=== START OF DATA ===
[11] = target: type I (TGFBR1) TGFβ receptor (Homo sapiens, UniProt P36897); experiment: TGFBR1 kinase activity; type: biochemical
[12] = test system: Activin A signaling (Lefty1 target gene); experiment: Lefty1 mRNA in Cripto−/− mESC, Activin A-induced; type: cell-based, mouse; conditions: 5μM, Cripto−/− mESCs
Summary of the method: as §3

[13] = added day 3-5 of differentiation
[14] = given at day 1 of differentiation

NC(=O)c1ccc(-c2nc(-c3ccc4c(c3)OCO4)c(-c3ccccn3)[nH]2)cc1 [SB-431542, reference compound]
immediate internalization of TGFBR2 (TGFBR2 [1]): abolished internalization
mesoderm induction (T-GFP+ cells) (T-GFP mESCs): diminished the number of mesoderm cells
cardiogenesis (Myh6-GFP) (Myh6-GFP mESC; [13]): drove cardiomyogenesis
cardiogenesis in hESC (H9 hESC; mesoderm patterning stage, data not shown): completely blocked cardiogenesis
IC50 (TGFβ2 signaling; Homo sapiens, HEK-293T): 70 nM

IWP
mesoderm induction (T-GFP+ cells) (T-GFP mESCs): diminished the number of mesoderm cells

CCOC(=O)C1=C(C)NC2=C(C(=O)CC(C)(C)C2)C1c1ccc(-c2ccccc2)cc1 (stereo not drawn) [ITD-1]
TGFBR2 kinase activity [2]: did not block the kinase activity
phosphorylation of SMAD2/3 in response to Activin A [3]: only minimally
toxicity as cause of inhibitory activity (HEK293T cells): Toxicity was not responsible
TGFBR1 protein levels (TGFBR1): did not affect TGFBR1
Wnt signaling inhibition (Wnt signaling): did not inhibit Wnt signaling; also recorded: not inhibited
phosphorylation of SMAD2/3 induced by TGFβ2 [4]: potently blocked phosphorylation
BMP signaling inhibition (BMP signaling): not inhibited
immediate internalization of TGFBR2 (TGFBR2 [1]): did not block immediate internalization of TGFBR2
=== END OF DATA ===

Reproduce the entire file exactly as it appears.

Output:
[11] = target: type I (TGFBR1) TGFβ receptor (Homo sapiens, UniProt P36897); experiment: TGFBR1 kinase activity; type: biochemical
[12] = test system: Activin A signaling (Lefty1 target gene); experiment: Lefty1 mRNA in Cripto−/− mESC, Activin A-induced; type: cell-based, mouse; conditions: 5μM, Cripto−/− mESCs
Summary of the method: as §3

[13] = added day 3-5 of differentiation
[14] = given at day 1 of differentiation

NC(=O)c1ccc(-c2nc(-c3ccc4c(c3)OCO4)c(-c3ccccn3)[nH]2)cc1 [SB-431542, reference compound]
immediate internalization of TGFBR2 (TGFBR2 [1]): abolished internalization
mesoderm induction (T-GFP+ cells) (T-GFP mESCs): diminished the number of mesoderm cells
cardiogenesis (Myh6-GFP) (Myh6-GFP mESC; [13]): drove cardiomyogenesis
cardiogenesis in hESC (H9 hESC; mesoderm patterning stage, data not shown): completely blocked cardiogenesis
IC50 (TGFβ2 signaling; Homo sapiens, HEK-293T): 70 nM

IWP
mesoderm induction (T-GFP+ cells) (T-GFP mESCs): diminished the number of mesoderm cells

CCOC(=O)C1=C(C)NC2=C(C(=O)CC(C)(C)C2)C1c1ccc(-c2ccccc2)cc1 (stereo not drawn) [ITD-1]
TGFBR2 kinase activity [2]: did not block the kinase activity
phosphorylation of SMAD2/3 in response to Activin A [3]: only minimally
toxicity as cause of inhibitory activity (HEK293T cells): Toxicity was not responsible
TGFBR1 protein levels (TGFBR1): did not affect TGFBR1
Wnt signaling inhibition (Wnt signaling): did not inhibit Wnt signaling; also recorded: not inhibited
phosphorylation of SMAD2/3 induced by TGFβ2 [4]: potently blocked phosphorylation
BMP signaling inhibition (BMP signaling): not inhibited
immediate internalization of TGFBR2 (TGFBR2 [1]): did not block immediate internalization of TGFBR2